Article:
I had hoped for a season in the middle of the Championship to consolidate under Simon Grayson but like most supporters, had no idea of the real state that the club was/is in. Two managers, both with decent reputations, have utterly failed to halt the slide of a famous old club that represents a passionate part of the footballing world but is now laughed and sniggered at by those who think themselves our betters.

I have renewed my ticket for next year, principally because I would not know what to do on a Saturday afternoon. But it could well be my final year as I have great fears that the slide is not over and there may well be worse ignominies to come.

I think we went on Monday half expecting to kick on – and half expecting to slip back. As usual it was the latter. Burton, Barnsley and ourselves will be the three to drop into The Land of the Checkatrade Trophy. For the two B’s it is not unknown territory. For us it is. We could be playing in it for a long, long time.

Sixer’s Sevens: Awful Defending Gives Sheffield Wednesday the Game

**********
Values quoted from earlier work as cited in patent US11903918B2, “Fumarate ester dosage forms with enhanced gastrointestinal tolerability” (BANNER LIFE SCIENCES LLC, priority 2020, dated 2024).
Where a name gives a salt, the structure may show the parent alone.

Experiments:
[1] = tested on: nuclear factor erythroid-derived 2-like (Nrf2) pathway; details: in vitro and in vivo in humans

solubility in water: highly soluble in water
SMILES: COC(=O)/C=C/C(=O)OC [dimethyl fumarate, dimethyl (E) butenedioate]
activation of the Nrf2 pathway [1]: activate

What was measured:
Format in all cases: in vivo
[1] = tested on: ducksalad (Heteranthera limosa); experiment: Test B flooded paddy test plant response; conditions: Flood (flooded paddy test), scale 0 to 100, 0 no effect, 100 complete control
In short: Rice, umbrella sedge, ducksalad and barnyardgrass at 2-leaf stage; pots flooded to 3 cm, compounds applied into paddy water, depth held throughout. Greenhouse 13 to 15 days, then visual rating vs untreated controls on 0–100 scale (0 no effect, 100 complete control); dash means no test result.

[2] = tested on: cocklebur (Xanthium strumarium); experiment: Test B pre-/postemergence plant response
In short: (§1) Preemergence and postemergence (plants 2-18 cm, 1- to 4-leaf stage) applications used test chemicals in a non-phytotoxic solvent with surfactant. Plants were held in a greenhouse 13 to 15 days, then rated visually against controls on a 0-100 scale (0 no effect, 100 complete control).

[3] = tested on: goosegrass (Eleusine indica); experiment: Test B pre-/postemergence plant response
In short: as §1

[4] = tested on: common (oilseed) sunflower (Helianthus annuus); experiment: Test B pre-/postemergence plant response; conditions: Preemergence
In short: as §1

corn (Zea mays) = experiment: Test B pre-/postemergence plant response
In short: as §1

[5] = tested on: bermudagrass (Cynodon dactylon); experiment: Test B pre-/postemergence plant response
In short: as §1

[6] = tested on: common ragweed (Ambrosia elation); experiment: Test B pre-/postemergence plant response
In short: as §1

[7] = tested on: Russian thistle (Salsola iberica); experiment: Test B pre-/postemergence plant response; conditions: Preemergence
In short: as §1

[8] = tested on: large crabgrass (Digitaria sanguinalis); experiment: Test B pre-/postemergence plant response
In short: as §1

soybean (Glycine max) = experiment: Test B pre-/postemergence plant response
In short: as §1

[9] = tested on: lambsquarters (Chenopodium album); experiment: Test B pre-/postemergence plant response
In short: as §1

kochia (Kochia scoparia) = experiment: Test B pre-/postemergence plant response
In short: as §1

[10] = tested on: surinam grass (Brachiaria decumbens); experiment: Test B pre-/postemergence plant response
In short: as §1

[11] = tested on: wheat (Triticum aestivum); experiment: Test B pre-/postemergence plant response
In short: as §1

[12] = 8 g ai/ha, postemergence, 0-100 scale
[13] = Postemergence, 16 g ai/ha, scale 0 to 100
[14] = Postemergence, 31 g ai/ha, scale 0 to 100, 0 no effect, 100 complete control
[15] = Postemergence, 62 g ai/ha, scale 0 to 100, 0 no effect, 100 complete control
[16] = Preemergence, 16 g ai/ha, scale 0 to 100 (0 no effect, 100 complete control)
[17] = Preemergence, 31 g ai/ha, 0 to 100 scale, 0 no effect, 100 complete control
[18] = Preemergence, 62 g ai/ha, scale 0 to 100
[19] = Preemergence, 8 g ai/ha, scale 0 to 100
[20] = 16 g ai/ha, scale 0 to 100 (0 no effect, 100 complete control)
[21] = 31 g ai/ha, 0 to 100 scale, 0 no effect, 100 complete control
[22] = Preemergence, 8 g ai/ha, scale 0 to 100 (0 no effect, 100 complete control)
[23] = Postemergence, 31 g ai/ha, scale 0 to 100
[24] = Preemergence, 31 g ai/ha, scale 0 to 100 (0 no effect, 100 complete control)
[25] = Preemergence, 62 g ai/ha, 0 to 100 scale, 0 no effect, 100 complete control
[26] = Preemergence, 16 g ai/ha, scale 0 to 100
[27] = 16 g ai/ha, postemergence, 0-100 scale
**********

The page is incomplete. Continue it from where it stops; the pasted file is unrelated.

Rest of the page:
Jake: ‘it’s not always pretty’

You might notice the headline has seven words. You might think Pete Sixsmith sent them. You would be wrong.

Pete’s own seven words, sent immediately post match, convey pretty much the same sentiment, only more emphatically, and they spell out the implications for Sunderland rather than for Sheffield Wednesday:

Read moreSixer’s Sevens: Awful Defending Gives Sheffield Wednesday the Game

The First Time Ever I Saw Your Team: Sheffield Wednesday

Pete Sixsmith then (not so long ago) … he’s a lot trimmer now

John McCormick writes:  I visited the Statcat to check if we played Sheffield Wednesday in 1968 as I had memories of their supporters in the back room of the Cambridge when I was still an underage drinker. I found I could have been out a year in either direction as we were in the same division as them for a number of seasons, and they even went down with us at the end of that decade. I reckon I would have been at most, if not all, of those home games.

But I’m pretty sure I wasn’t there in April 1965, unlike a certain Pete Sixsmith:

Read moreThe First Time Ever I Saw Your Team: Sheffield Wednesday

SAFC vs Sheffield Wednesday prize Guess the Score: can we do it again?

Guess the score and you may win a prize whoever you support

Seven games to go and after that resounding win at Derby on a very Good Friday, Sheffield Wednesday are the Easter Monday visitors to the Stadium of Light.

For once, it looks as if we may have to do without a Who are You? interview. Monsieur Salut did find a willing candidate. There’s a good reason why she may have overlooked it, or simply not found the time she expected to have: her dad, a lifelong Owls fan, died recently.

Read moreSAFC vs Sheffield Wednesday prize Guess the Score: can we do it again?